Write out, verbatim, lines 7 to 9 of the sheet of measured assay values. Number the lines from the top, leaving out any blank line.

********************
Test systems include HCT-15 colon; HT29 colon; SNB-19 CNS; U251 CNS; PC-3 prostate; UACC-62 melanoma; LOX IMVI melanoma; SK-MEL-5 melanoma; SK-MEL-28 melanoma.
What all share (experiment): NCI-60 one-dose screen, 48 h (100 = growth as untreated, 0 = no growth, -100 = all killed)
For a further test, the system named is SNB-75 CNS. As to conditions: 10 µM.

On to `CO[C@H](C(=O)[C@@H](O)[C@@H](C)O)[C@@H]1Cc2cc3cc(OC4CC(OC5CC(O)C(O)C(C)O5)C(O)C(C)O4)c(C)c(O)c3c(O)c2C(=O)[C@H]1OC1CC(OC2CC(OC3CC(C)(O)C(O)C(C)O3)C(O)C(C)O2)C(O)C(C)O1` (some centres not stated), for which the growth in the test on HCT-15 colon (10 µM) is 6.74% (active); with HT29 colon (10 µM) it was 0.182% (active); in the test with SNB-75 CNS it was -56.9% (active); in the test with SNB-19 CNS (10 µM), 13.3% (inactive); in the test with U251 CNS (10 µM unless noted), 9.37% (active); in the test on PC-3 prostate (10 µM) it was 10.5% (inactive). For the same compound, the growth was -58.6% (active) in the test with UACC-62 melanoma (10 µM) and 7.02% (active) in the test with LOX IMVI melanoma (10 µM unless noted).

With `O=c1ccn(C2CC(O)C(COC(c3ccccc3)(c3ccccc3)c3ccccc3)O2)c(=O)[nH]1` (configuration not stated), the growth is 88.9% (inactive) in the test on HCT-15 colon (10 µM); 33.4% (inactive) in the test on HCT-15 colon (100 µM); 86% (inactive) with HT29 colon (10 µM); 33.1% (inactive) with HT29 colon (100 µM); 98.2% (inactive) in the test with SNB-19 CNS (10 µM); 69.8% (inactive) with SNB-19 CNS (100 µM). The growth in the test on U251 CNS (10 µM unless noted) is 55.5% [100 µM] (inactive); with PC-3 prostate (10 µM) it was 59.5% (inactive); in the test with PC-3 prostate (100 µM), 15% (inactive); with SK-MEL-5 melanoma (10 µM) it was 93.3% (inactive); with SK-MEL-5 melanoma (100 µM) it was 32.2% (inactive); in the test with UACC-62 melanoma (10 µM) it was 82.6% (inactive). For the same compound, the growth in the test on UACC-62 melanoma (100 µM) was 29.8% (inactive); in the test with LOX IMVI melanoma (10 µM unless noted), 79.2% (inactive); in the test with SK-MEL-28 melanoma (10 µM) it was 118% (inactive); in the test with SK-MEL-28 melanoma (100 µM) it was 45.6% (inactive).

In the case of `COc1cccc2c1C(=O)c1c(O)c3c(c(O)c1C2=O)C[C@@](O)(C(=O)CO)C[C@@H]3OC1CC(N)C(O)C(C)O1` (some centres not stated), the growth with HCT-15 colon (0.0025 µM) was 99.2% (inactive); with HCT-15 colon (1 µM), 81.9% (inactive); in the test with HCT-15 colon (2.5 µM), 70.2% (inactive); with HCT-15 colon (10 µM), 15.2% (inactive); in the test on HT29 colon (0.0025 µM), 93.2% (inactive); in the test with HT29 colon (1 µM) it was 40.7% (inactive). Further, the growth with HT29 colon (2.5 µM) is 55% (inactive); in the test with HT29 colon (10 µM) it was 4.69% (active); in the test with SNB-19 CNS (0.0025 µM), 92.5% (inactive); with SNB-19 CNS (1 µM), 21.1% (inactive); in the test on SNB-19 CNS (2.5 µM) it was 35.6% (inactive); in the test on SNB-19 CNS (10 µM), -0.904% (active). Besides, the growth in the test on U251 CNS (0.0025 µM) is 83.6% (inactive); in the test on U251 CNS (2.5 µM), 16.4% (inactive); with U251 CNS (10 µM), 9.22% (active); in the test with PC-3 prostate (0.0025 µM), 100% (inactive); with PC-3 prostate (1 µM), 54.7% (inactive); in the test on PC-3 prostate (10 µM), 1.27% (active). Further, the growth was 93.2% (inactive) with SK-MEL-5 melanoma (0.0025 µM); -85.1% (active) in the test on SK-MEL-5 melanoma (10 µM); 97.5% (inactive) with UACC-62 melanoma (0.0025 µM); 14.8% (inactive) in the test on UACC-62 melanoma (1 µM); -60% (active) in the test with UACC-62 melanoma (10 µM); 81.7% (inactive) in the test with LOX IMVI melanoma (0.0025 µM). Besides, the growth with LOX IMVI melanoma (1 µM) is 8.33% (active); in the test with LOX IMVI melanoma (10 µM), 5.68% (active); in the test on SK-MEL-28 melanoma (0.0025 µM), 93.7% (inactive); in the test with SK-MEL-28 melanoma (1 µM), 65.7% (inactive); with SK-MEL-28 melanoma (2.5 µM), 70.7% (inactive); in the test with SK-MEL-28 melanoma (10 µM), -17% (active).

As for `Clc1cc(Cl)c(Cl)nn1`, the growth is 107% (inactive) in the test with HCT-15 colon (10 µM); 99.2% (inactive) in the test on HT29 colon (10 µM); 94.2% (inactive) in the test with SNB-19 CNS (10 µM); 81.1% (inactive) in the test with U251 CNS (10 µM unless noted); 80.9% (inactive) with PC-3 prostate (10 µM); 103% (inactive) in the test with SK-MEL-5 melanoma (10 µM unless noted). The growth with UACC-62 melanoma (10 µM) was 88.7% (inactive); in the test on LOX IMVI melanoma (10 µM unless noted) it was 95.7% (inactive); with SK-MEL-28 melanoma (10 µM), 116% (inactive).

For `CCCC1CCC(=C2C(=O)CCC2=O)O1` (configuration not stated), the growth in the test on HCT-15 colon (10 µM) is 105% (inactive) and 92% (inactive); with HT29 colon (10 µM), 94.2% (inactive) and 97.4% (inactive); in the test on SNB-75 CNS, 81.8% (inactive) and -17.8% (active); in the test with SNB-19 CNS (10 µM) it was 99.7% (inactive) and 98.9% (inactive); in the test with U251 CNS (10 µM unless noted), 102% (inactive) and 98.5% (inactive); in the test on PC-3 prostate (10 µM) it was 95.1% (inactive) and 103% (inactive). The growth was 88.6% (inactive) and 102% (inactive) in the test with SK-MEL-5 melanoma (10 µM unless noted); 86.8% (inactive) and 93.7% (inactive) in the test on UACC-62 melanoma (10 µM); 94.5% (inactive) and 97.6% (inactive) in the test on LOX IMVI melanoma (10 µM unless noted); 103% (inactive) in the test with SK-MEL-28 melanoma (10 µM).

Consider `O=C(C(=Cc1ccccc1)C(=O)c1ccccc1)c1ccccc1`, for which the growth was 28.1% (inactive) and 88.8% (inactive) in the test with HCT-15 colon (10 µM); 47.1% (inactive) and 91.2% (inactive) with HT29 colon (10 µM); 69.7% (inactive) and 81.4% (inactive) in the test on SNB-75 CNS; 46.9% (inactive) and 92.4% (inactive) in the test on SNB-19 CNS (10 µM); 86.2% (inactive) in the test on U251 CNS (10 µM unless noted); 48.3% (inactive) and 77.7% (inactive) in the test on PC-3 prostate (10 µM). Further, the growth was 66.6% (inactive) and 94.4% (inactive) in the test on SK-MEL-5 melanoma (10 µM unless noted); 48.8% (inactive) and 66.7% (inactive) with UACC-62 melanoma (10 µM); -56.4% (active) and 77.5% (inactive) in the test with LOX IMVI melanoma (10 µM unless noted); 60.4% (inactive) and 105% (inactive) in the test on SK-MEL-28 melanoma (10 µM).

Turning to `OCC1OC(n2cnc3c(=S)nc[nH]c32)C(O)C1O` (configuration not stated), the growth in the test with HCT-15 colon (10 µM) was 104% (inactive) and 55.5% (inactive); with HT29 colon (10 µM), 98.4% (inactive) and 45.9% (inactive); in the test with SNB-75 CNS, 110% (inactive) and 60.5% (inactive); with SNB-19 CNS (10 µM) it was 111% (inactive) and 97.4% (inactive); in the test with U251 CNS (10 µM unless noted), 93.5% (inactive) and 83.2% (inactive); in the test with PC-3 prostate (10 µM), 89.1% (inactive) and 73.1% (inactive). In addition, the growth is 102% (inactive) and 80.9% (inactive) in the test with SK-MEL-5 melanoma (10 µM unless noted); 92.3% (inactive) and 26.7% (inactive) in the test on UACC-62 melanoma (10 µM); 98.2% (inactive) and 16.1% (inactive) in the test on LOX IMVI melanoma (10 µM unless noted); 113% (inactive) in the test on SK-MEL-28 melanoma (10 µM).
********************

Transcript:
As for `Clc1cc(Cl)c(Cl)nn1`, the growth is 107% (inactive) in the test with HCT-15 colon (10 µM); 99.2% (inactive) in the test on HT29 colon (10 µM); 94.2% (inactive) in the test with SNB-19 CNS (10 µM); 81.1% (inactive) in the test with U251 CNS (10 µM unless noted); 80.9% (inactive) with PC-3 prostate (10 µM); 103% (inactive) in the test with SK-MEL-5 melanoma (10 µM unless noted). The growth with UACC-62 melanoma (10 µM) was 88.7% (inactive); in the test on LOX IMVI melanoma (10 µM unless noted) it was 95.7% (inactive); with SK-MEL-28 melanoma (10 µM), 116% (inactive).

For `CCCC1CCC(=C2C(=O)CCC2=O)O1` (configuration not stated), the growth in the test on HCT-15 colon (10 µM) is 105% (inactive) and 92% (inactive); with HT29 colon (10 µM), 94.2% (inactive) and 97.4% (inactive); in the test on SNB-75 CNS, 81.8% (inactive) and -17.8% (active); in the test with SNB-19 CNS (10 µM) it was 99.7% (inactive) and 98.9% (inactive); in the test with U251 CNS (10 µM unless noted), 102% (inactive) and 98.5% (inactive); in the test on PC-3 prostate (10 µM) it was 95.1% (inactive) and 103% (inactive). The growth was 88.6% (inactive) and 102% (inactive) in the test with SK-MEL-5 melanoma (10 µM unless noted); 86.8% (inactive) and 93.7% (inactive) in the test on UACC-62 melanoma (10 µM); 94.5% (inactive) and 97.6% (inactive) in the test on LOX IMVI melanoma (10 µM unless noted); 103% (inactive) in the test with SK-MEL-28 melanoma (10 µM).

Consider `O=C(C(=Cc1ccccc1)C(=O)c1ccccc1)c1ccccc1`, for which the growth was 28.1% (inactive) and 88.8% (inactive) in the test with HCT-15 colon (10 µM); 47.1% (inactive) and 91.2% (inactive) with HT29 colon (10 µM); 69.7% (inactive) and 81.4% (inactive) in the test on SNB-75 CNS; 46.9% (inactive) and 92.4% (inactive) in the test on SNB-19 CNS (10 µM); 86.2% (inactive) in the test on U251 CNS (10 µM unless noted); 48.3% (inactive) and 77.7% (inactive) in the test on PC-3 prostate (10 µM). Further, the growth was 66.6% (inactive) and 94.4% (inactive) in the test on SK-MEL-5 melanoma (10 µM unless noted); 48.8% (inactive) and 66.7% (inactive) with UACC-62 melanoma (10 µM); -56.4% (active) and 77.5% (inactive) in the test with LOX IMVI melanoma (10 µM unless noted); 60.4% (inactive) and 105% (inactive) in the test on SK-MEL-28 melanoma (10 µM).